Study maps primate neuronal brain activity to episodic experiences

A study by academics from several international universities, including Duke Kunshan, has deepened understanding of how the brain sifts through information in the dynamic environment to extract meaningful features.

The brain actively processes masses of information in ways that are influenced by current needs, interests, emotional states and memories. The research, published as a cover study in the Journal of Neuroscience, a flagship journal of the Society for Neuroscience, helped to identify the neural computation involved and how they change according to different features embedded in visual stimuli.

From left to right: study collaborators Sze Chai Kwok, Fu Zeng, Makoto Kusunoki, Lei Wang and Xufeng Zhou

The research team showed monkeys a series of short videos, divided into three categories – primates, other animals and scenery – while measuring their neuronal activity in an often-overlooked brain area, the dorsomedial posterior parietal cortex, using multi-unit electrophysiology. This revealed how neurons, nerve cells that send messages in the form of electric currents, reacted to different features within the videos as they processed information.

The study presents a compelling addition to our understanding of naturalistic viewing responses in the brain, and prompts re-evaluation of how neurons are multiplexing, or simultaneous encoding two or more signals, to different elements in our environment. The researchers hope their results could inspire others to contemplate how intricate details in the environment are processed while memories are being formed.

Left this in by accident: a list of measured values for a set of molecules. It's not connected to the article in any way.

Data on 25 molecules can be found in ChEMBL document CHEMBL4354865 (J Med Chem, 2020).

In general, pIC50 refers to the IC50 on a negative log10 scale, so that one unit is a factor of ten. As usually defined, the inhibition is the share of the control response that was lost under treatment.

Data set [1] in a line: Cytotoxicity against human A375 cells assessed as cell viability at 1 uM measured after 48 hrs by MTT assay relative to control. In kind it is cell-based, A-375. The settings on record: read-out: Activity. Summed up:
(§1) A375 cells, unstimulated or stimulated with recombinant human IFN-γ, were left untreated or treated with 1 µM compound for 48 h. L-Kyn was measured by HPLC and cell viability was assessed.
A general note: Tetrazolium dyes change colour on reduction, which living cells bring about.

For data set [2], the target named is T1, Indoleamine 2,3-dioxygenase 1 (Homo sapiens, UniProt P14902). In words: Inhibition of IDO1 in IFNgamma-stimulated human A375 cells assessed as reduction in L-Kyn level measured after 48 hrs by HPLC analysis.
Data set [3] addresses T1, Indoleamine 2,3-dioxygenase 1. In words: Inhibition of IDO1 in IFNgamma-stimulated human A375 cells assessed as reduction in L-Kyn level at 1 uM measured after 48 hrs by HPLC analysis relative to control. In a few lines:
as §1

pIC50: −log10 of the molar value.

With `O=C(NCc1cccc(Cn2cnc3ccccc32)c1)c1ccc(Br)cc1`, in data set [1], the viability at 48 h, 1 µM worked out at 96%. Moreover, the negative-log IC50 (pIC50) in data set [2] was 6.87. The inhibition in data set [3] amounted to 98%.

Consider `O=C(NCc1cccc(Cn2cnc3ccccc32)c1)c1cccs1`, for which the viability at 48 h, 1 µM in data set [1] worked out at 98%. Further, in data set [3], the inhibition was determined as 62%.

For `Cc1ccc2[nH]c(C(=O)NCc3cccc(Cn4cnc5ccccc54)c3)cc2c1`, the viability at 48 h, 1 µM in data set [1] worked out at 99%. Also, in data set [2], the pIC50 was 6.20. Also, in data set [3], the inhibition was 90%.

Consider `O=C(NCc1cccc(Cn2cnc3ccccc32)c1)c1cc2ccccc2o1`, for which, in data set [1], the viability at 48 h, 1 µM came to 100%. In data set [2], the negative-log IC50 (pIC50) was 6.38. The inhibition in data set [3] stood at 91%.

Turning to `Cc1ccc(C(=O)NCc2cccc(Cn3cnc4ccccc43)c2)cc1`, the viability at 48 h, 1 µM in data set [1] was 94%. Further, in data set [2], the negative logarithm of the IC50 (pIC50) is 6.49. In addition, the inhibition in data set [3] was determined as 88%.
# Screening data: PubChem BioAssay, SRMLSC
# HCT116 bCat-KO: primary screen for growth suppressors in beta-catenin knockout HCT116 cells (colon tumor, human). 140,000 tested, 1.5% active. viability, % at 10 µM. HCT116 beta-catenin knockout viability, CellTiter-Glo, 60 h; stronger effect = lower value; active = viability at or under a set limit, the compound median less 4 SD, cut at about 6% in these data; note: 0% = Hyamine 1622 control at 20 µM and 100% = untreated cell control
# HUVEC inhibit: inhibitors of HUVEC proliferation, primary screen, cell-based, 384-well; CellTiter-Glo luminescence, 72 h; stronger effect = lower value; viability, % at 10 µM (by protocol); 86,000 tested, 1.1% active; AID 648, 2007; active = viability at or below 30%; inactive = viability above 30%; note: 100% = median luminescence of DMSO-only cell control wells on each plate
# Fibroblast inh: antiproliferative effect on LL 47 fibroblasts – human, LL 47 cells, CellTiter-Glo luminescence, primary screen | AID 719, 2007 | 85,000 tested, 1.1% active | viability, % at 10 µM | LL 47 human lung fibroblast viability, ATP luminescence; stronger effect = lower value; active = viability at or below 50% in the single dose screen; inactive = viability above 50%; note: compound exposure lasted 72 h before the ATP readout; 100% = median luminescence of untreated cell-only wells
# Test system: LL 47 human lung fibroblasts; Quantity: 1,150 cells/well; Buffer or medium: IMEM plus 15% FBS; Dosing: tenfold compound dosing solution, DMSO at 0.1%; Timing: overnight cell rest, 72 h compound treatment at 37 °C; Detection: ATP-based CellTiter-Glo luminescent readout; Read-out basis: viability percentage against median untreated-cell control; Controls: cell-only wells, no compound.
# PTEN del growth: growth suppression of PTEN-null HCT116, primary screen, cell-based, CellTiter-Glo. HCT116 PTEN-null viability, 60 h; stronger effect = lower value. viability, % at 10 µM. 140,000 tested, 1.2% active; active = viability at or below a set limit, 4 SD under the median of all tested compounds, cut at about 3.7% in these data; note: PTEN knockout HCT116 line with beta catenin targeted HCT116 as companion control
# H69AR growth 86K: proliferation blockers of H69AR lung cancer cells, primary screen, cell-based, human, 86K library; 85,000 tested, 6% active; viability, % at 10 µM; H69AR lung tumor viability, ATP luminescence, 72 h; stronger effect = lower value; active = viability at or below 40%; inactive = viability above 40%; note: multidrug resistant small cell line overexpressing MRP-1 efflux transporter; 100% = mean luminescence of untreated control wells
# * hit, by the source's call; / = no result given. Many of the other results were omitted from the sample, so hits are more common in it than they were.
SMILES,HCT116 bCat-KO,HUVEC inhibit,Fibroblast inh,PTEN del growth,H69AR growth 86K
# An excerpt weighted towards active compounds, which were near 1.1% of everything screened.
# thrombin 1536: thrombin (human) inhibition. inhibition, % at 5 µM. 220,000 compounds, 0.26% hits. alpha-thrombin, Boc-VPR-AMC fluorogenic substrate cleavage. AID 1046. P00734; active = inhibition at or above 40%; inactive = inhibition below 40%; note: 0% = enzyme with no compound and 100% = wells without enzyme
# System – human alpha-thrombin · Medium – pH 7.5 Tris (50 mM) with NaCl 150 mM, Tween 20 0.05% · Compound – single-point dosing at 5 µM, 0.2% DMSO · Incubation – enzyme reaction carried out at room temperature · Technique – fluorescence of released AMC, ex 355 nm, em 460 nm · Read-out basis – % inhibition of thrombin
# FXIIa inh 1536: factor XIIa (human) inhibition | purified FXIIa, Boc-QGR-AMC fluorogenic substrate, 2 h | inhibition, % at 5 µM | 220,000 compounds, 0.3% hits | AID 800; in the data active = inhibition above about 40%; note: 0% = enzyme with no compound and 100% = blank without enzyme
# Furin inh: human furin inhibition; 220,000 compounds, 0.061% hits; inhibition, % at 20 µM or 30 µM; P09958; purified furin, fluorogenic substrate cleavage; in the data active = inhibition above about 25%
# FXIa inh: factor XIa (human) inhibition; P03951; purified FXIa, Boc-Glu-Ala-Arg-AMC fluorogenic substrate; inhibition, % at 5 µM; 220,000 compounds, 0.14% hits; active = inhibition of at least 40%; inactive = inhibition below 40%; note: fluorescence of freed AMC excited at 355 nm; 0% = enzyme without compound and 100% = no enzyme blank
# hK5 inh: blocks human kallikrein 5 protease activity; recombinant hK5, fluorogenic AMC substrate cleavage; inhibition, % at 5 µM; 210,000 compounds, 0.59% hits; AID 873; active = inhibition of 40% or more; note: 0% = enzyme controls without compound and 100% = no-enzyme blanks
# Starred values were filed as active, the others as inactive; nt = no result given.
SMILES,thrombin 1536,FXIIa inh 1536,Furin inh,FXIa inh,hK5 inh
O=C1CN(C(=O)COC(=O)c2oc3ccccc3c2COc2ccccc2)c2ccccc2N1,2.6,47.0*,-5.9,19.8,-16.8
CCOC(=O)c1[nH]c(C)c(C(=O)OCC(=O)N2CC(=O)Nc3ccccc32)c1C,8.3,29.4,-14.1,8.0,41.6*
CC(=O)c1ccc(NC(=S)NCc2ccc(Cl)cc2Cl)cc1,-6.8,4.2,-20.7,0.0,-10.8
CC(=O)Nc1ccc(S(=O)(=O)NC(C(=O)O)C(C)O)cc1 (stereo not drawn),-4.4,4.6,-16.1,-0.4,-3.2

Cover of the Journal of Neuroscience where the research was published

Lei Wang, a former postdoctoral researcher from East China Normal University who previously also worked as a research intern at DKU, led the study, while Sze Chai Kwok, an associate professor of cognitive neuroscience at DKU acted as supervisor. Other collaborators included DKU graduate Mingfeng Cao, professors Huimin Wang, Aihua Chen, and Yong-di Zhou, post-doc Fu Zeng, MPhil graduate Shuzhen Zuo, current PhD students Xufeng Zhou and Jie Yang from East China Normal University, as well as Dr Makoto Kusunoki from The University of Oxford.

Kwok’s team plans further studies focused on understanding how the brain processes information from naturalistic settings, as part of a broader research program charting the fundamental principles of higher cognition in the brain. The team welcomes inquiries from potential PhD candidates and post-doctoral research fellows. More information can be found at The research received support from the National Natural Science Foundation of China.

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